DOG TRAINING CHICAGO: PUPPY PROOF YOUR HOME

 

CHICAGO DOG COACH

CHICAGO PUPPY DOG HOUSE TRAINING, POTTY TRAINING PUPPIES

 

PUPPY PROOFING YOUR HOME FOR YOUR NEW PUPPY

Here are some suggestions for puppy proofing your house for your new puppy.

1. Don’t leave cigarette butts in ash trays where the puppy can get them. if eaten your puppy dog can die from nicotine poisoning.

2. Secure all electrical cords to baseboards or make them totally inaccessible to the dog. If your puppy chews on the cord he may die form electric shock.

3. Keep all holiday decorations out of the puppy dog’s reach. The materials of most ornaments are toxic to animals.

4. IF you burn candles make sure that they are securely fastened to a stable surface and out of the reach of your puppy.

5. Keep all medications at least the height on your waist or locked up in a cabinet.

BAD DOG OR GOOD DOG WITH BAD HABIT

Chicago Dog Trainer

Ami Moore The Chicago Dog Trainer, Dog Behavior Expert

 

 

 

 

 

 

 

 

“Well, it might make you feel better to know that in most cases, I am not  dealing with “bad dogs”…just bad habits,” shares Ami The Chicago Dog Trainer.   Barking, jumping, whining, stealing food, chewing, and other  natural dog behaviors are typically ways that dogs gain our attention.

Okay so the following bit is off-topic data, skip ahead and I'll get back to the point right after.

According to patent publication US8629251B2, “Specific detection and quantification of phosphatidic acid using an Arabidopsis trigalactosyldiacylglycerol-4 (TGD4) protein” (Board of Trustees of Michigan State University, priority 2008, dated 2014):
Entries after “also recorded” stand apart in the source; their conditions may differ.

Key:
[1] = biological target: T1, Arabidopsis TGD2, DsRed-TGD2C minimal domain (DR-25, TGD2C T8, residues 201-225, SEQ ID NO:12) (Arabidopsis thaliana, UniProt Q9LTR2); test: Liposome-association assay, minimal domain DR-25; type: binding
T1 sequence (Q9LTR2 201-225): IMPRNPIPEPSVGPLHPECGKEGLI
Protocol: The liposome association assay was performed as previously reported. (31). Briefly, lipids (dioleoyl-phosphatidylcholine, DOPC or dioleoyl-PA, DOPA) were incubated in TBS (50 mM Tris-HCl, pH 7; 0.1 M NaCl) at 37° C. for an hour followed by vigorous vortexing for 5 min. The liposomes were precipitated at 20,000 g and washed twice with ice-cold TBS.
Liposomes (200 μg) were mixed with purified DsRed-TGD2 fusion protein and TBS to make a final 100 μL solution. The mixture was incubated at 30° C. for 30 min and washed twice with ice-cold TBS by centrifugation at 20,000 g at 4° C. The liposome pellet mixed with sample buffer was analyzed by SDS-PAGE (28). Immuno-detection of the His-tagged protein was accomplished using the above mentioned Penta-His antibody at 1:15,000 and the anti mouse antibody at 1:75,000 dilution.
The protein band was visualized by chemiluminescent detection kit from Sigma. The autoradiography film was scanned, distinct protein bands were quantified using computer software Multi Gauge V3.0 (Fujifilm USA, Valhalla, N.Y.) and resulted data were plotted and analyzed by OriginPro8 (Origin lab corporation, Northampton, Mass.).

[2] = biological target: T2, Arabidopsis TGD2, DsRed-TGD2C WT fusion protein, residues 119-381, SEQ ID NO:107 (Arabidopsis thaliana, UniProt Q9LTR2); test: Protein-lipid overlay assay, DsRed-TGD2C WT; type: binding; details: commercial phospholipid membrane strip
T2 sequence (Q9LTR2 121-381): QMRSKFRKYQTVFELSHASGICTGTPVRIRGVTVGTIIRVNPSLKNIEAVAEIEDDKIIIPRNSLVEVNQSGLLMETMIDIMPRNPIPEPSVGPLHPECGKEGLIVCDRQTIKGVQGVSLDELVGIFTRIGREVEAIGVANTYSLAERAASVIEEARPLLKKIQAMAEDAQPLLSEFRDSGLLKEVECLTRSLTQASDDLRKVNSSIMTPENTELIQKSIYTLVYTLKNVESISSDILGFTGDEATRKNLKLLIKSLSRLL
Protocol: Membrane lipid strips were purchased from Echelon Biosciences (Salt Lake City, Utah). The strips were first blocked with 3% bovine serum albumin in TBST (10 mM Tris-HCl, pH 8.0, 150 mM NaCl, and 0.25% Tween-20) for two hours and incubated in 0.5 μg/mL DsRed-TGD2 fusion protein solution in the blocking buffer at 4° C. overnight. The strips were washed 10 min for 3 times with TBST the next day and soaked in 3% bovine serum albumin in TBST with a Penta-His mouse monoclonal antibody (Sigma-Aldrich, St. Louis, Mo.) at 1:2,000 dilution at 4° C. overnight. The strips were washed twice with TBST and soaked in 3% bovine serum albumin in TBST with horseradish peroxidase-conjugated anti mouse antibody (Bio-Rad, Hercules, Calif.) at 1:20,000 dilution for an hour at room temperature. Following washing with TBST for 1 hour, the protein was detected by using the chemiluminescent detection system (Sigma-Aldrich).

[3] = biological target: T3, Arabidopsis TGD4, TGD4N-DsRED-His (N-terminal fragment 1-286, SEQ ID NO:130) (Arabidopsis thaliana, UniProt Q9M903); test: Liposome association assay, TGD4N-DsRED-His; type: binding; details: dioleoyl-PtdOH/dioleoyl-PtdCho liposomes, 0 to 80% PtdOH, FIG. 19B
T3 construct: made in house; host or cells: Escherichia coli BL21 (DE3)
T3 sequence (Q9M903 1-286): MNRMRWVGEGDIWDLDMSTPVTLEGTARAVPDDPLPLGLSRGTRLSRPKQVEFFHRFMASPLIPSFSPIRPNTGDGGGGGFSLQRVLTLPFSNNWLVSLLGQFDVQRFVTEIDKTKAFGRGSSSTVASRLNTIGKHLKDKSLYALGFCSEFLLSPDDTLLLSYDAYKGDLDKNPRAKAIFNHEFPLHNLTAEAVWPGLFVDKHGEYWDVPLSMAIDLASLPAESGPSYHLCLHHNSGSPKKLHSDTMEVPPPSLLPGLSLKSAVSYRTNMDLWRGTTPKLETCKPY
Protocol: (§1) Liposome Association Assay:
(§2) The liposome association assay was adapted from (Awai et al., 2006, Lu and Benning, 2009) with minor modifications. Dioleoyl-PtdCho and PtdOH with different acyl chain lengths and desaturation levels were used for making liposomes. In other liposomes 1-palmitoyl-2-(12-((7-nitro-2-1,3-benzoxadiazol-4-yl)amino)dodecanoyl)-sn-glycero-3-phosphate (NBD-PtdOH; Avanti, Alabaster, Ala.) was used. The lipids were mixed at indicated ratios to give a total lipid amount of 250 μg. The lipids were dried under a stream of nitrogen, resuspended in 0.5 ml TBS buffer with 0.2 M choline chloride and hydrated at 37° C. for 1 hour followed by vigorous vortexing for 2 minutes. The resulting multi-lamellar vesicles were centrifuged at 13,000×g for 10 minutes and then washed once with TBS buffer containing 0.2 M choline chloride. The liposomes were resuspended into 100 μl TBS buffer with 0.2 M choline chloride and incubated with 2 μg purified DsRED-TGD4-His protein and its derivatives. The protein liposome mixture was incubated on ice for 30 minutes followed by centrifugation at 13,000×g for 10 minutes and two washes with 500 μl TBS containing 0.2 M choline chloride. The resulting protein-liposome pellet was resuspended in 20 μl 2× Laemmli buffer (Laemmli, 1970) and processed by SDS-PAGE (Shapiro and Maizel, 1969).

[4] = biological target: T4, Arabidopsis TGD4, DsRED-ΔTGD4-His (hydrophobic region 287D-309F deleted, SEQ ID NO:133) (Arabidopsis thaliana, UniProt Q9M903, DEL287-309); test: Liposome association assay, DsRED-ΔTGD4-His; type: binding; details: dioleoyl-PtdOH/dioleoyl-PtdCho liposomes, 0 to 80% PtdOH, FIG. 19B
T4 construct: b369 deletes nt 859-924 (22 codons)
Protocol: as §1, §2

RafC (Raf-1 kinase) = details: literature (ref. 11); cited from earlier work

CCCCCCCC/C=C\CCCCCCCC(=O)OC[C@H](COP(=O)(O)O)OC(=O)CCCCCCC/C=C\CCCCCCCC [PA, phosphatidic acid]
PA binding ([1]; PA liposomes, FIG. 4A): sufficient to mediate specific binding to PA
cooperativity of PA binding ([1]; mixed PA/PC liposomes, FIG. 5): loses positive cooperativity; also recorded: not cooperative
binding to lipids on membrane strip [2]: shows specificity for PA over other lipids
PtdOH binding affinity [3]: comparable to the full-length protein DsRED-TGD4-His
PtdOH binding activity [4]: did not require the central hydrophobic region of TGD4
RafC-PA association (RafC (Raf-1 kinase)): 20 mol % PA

There’s nothing necessarily wrong with these behaviors as they are natural and normal for dogs.  As long as the behavior stays within reasonable limits and the owner can turn it “off” the behavior is not a danger.

 

When the natural behavior becomes annoying and unreasonable, when the owner can’t turn the bad dog behavior off, problems begin. Random barking can be one of the worst. That’s when it’s time to resort to dog training and dog psychology to discourage the bad behavior in your good dog.

 

Out of frustration many owners turn to harsh methods because they wait until their patience has run out to begin training their dog.

 

Unfortunately, these methods aren’t always effective and can sometimes even cause more harm. It is very important to approach training humanely and work together as a team without using pain or fear.